Kansas dairy industry is growing, but small dairy farms continue to shrink

Alice Mannette
The Hutchinson News
Chase Hildebrand-Reed, 6, talks to the cows at Hildebrand Farms.

EMPORIA – Kansas’ dairy industry has grown significantly during the past two decades, with an outlook for continued growth. Milk production in Kansas during October 2020 totaled more than 330 million pounds. This is up 4% from last year, according to the USDA's National Agricultural Statistics Service.

There are twice as many dairy cows in Kansas as there were twenty years ago. As of October, more than 170,000 dairy cows were in circulation. This number is 7,000 more than last year, the USDA reported.

According to Michael Brouk, Ph.D., a dairy specialist at K-State Research and Extension, Kansas dairy farmers added approximately 3,500 cows each year. Brouk expects this growth to continue. The trend to increase the herd started during the early 1990s when several dairies moved from other states to western Kansas due to the area’s less-expensive and available land, large feed supply and ideal temperatures. On the other hand, lack of both water and employees, remain challenges for growth.

Increase in production; decrease in farms

Because of advanced technology, there is an increase in milk production for both small and large dairies.

“We’re milking more cows, but we’re also getting more milk per cow,” Brouk said.

As the challenge for increased production continues, more small dairies are unable to keep up. Some are turning to value-added products, like cheese. Others are closing. According to Brouk, 15 small dairies in Kansas shut their barn doors in the last few years.

“When you’re a small dairy farmer, if you’re going to compete in the raw milk market we have today, you’ve either got to cut costs or have superior production methods,” Brouk said. “There is increased pressure on margins.”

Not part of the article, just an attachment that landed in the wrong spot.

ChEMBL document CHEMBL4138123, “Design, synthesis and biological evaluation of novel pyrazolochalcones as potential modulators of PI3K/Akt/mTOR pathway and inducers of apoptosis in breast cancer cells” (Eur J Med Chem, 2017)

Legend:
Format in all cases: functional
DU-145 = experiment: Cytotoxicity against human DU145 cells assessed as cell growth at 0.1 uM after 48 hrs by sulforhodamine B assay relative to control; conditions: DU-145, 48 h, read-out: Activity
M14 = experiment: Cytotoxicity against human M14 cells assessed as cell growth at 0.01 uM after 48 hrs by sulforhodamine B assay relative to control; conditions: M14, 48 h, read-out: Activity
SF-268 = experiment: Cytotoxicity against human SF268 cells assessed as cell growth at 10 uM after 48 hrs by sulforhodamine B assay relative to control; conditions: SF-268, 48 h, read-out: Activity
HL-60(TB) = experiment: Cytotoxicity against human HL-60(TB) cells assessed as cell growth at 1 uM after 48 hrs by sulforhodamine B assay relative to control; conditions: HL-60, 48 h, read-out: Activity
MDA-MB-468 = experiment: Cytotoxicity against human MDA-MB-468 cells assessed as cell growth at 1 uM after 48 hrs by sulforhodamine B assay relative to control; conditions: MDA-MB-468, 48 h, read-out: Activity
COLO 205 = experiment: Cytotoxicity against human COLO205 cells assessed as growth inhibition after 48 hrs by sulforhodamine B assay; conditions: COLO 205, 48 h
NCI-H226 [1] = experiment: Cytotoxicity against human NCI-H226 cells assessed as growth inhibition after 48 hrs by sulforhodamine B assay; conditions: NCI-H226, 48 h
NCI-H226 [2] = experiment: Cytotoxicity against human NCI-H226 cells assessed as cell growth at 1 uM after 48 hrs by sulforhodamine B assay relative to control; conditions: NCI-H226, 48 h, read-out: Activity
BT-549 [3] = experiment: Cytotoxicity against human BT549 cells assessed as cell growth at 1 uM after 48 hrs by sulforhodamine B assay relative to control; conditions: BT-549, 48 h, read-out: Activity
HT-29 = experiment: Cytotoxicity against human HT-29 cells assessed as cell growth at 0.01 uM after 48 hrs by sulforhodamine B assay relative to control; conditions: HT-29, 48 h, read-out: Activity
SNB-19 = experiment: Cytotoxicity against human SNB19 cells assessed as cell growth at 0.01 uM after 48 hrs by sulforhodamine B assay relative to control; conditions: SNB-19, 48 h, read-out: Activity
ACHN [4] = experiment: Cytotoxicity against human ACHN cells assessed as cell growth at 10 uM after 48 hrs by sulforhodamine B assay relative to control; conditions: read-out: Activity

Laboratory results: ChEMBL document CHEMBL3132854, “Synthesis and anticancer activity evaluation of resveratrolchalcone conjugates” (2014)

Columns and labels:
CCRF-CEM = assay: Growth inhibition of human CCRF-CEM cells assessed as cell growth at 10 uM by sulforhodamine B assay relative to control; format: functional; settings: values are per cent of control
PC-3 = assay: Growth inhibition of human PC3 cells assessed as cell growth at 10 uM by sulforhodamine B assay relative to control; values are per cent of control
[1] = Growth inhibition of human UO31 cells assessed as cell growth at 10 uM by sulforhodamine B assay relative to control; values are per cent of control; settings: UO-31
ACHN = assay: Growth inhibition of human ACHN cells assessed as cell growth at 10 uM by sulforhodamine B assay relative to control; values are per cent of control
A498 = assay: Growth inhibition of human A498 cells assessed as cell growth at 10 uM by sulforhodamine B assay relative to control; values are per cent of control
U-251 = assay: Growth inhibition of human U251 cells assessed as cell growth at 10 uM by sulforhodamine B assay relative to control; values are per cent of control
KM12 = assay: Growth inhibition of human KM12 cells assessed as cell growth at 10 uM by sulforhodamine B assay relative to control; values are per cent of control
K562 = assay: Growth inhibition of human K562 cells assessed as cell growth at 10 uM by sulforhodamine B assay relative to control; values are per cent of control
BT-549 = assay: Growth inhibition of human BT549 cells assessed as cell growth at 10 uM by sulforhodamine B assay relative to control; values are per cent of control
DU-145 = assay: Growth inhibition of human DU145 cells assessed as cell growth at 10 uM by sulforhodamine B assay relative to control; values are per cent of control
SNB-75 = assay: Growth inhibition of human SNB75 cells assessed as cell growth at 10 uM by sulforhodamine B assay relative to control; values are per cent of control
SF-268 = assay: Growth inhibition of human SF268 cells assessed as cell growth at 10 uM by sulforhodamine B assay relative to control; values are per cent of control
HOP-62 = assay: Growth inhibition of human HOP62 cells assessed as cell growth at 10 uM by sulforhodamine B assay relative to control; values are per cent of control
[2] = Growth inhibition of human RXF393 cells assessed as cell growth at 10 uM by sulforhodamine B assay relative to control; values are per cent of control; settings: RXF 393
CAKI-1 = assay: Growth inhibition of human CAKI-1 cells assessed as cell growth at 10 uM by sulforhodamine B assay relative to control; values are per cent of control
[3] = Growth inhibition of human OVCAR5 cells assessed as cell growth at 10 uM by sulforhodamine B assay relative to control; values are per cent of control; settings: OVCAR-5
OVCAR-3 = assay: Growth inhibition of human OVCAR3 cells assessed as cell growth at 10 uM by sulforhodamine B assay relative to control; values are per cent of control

Milk production per cow is up about 50% from where it was in 1998, reaching an average of more than 23,000 pounds per cow per year in 2019. Brouk credits Kansas producers and their management practices for these increases.

New technology

Other than with new technology, like robots, or introducing cheese or yogurt, agritourism may help small dairy farmers in the future.

“(With cheese) you’re becoming a processor,” he said. “But it’s not guaranteed (to help the business stay afloat).”

Hildebrand Farms, a small dairy in Junction City, utilizes agritourism on their farm. Because their cows are allowed to graze freely, the public can view them from the farm’s retail store. But the small dairy is not immune to costs of production and is looking into robotic milking – similar to what five large farms in Kansas are already doing.

Brouk said the investment for robotic milking is about $2,500 per cow. Conventional equipment on the other hand costs $250 per cow.

Alma Creamery in Alma, Grazing Plains Farm in Newton and Jason Wiebe Dairy Farm in Durham are several Kansas dairy farms producing cheese.

Last year, Jason Schmidt of Grazing Plains Farm began cheese production. He currently processes 10 to 20% of his milk into several types of cheeses.

“We’re still a long way away from getting out of the commodity milk market,” Schmidt said. “It’s kind of a long game (from producing only cheese) for me yet.”


Americans typically consume about 600 pounds of milk or milk products each year. Since Kansas currently produces more than 1million pounds, about half the milk produced in Kansas goes to other states.

How Americans consume dairy products has changed during the last two decades. Brouk said total dairy product consumption is up about 20% from where it was in 1975.

“We’ve had a decrease in fluid milk sales of about 42% but an increase in cheese sales of about 170%,” he said. “It’s not all about fluid milk anymore.”

The future

According to the USDA, the milk production forecast for 2021 includes higher milk prices. However, higher feed costs are expected to slow this rate of growth. The forecast for milk per cow in 2021 is up by 20 pounds per head.

This increased milk production and demand will be offset by an increase in feed. With an increase in both production and feed, the milk-feed price ratio, which is a measurement of dairy producers’ profit margins, should remain constant.

“For small dairies, there is an increased pressure on margin to figure out,” Brouk said. “Sometimes they can turn to generating other income, like value-added, agritourism or bed and breakfast.”


Jason Schmidt and his dairy cow, Buffalo, at Grazing Pl ains Farm in Newton, Kansas process cheese at his farm.